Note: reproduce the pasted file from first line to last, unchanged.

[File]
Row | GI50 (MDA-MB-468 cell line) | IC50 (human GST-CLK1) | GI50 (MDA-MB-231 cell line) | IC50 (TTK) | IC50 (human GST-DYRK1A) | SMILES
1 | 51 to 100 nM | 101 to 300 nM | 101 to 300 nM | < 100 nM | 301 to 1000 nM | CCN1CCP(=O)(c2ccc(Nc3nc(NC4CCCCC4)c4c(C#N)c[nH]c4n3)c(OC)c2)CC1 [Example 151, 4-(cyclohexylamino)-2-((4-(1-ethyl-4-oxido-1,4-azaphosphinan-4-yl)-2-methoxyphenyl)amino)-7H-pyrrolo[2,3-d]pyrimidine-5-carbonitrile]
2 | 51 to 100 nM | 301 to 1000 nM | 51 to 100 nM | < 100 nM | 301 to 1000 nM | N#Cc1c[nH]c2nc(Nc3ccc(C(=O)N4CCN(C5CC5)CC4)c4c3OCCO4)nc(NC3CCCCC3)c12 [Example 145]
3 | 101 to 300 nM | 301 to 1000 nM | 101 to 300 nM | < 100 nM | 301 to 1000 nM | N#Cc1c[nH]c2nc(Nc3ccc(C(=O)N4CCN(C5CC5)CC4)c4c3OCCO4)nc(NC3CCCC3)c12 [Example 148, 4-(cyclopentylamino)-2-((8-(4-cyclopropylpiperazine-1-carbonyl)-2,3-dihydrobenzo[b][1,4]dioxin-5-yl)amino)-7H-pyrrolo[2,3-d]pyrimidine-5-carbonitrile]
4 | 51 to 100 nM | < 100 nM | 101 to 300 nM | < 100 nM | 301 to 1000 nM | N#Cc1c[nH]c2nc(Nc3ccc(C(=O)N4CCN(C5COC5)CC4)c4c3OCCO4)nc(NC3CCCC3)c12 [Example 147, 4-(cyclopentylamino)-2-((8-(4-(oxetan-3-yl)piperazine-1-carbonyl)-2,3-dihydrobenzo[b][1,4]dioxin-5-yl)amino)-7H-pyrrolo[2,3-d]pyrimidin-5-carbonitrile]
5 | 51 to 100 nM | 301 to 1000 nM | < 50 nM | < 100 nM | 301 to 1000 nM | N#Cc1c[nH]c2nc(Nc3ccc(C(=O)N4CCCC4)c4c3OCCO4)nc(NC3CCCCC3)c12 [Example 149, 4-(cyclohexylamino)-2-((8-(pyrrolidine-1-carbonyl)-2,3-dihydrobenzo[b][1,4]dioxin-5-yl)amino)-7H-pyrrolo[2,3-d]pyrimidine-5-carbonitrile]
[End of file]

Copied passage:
Row | GI50 (MDA-MB-468 cell line) | IC50 (human GST-CLK1) | GI50 (MDA-MB-231 cell line) | IC50 (TTK) | IC50 (human GST-DYRK1A) | SMILES
1 | 51 to 100 nM | 101 to 300 nM | 101 to 300 nM | < 100 nM | 301 to 1000 nM | CCN1CCP(=O)(c2ccc(Nc3nc(NC4CCCCC4)c4c(C#N)c[nH]c4n3)c(OC)c2)CC1 [Example 151, 4-(cyclohexylamino)-2-((4-(1-ethyl-4-oxido-1,4-azaphosphinan-4-yl)-2-methoxyphenyl)amino)-7H-pyrrolo[2,3-d]pyrimidine-5-carbonitrile]
2 | 51 to 100 nM | 301 to 1000 nM | 51 to 100 nM | < 100 nM | 301 to 1000 nM | N#Cc1c[nH]c2nc(Nc3ccc(C(=O)N4CCN(C5CC5)CC4)c4c3OCCO4)nc(NC3CCCCC3)c12 [Example 145]
3 | 101 to 300 nM | 301 to 1000 nM | 101 to 300 nM | < 100 nM | 301 to 1000 nM | N#Cc1c[nH]c2nc(Nc3ccc(C(=O)N4CCN(C5CC5)CC4)c4c3OCCO4)nc(NC3CCCC3)c12 [Example 148, 4-(cyclopentylamino)-2-((8-(4-cyclopropylpiperazine-1-carbonyl)-2,3-dihydrobenzo[b][1,4]dioxin-5-yl)amino)-7H-pyrrolo[2,3-d]pyrimidine-5-carbonitrile]
4 | 51 to 100 nM | < 100 nM | 101 to 300 nM | < 100 nM | 301 to 1000 nM | N#Cc1c[nH]c2nc(Nc3ccc(C(=O)N4CCN(C5COC5)CC4)c4c3OCCO4)nc(NC3CCCC3)c12 [Example 147, 4-(cyclopentylamino)-2-((8-(4-(oxetan-3-yl)piperazine-1-carbonyl)-2,3-dihydrobenzo[b][1,4]dioxin-5-yl)amino)-7H-pyrrolo[2,3-d]pyrimidin-5-carbonitrile]
5 | 51 to 100 nM | 301 to 1000 nM | < 50 nM | < 100 nM | 301 to 1000 nM | N#Cc1c[nH]c2nc(Nc3ccc(C(=O)N4CCCC4)c4c3OCCO4)nc(NC3CCCCC3)c12 [Example 149, 4-(cyclohexylamino)-2-((8-(pyrrolidine-1-carbonyl)-2,3-dihydrobenzo[b][1,4]dioxin-5-yl)amino)-7H-pyrrolo[2,3-d]pyrimidine-5-carbonitrile]